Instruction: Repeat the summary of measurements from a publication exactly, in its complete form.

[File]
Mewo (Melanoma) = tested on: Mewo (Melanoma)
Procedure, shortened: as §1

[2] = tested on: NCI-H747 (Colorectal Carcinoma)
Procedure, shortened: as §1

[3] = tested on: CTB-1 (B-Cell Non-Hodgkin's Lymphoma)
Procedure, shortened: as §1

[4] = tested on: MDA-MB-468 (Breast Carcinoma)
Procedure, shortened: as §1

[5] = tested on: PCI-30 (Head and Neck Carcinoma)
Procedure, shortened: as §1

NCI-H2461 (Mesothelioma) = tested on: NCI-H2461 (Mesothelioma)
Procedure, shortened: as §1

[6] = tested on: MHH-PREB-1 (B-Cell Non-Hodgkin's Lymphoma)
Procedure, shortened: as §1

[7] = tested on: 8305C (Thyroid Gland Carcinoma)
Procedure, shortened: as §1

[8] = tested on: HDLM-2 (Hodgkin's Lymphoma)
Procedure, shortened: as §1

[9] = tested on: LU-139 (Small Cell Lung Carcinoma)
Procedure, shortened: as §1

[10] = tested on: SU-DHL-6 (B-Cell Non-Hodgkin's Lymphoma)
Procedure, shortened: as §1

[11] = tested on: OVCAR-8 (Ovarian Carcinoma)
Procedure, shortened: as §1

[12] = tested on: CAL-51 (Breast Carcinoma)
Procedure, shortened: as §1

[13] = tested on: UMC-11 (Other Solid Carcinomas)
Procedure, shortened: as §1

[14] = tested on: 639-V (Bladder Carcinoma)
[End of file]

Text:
Mewo (Melanoma) = tested on: Mewo (Melanoma)
Procedure, shortened: as §1

[2] = tested on: NCI-H747 (Colorectal Carcinoma)
Procedure, shortened: as §1

[3] = tested on: CTB-1 (B-Cell Non-Hodgkin's Lymphoma)
Procedure, shortened: as §1

[4] = tested on: MDA-MB-468 (Breast Carcinoma)
Procedure, shortened: as §1

[5] = tested on: PCI-30 (Head and Neck Carcinoma)
Procedure, shortened: as §1

NCI-H2461 (Mesothelioma) = tested on: NCI-H2461 (Mesothelioma)
Procedure, shortened: as §1

[6] = tested on: MHH-PREB-1 (B-Cell Non-Hodgkin's Lymphoma)
Procedure, shortened: as §1

[7] = tested on: 8305C (Thyroid Gland Carcinoma)
Procedure, shortened: as §1

[8] = tested on: HDLM-2 (Hodgkin's Lymphoma)
Procedure, shortened: as §1

[9] = tested on: LU-139 (Small Cell Lung Carcinoma)
Procedure, shortened: as §1

[10] = tested on: SU-DHL-6 (B-Cell Non-Hodgkin's Lymphoma)
Procedure, shortened: as §1

[11] = tested on: OVCAR-8 (Ovarian Carcinoma)
Procedure, shortened: as §1

[12] = tested on: CAL-51 (Breast Carcinoma)
Procedure, shortened: as §1

[13] = tested on: UMC-11 (Other Solid Carcinomas)
Procedure, shortened: as §1

[14] = tested on: 639-V (Bladder Carcinoma)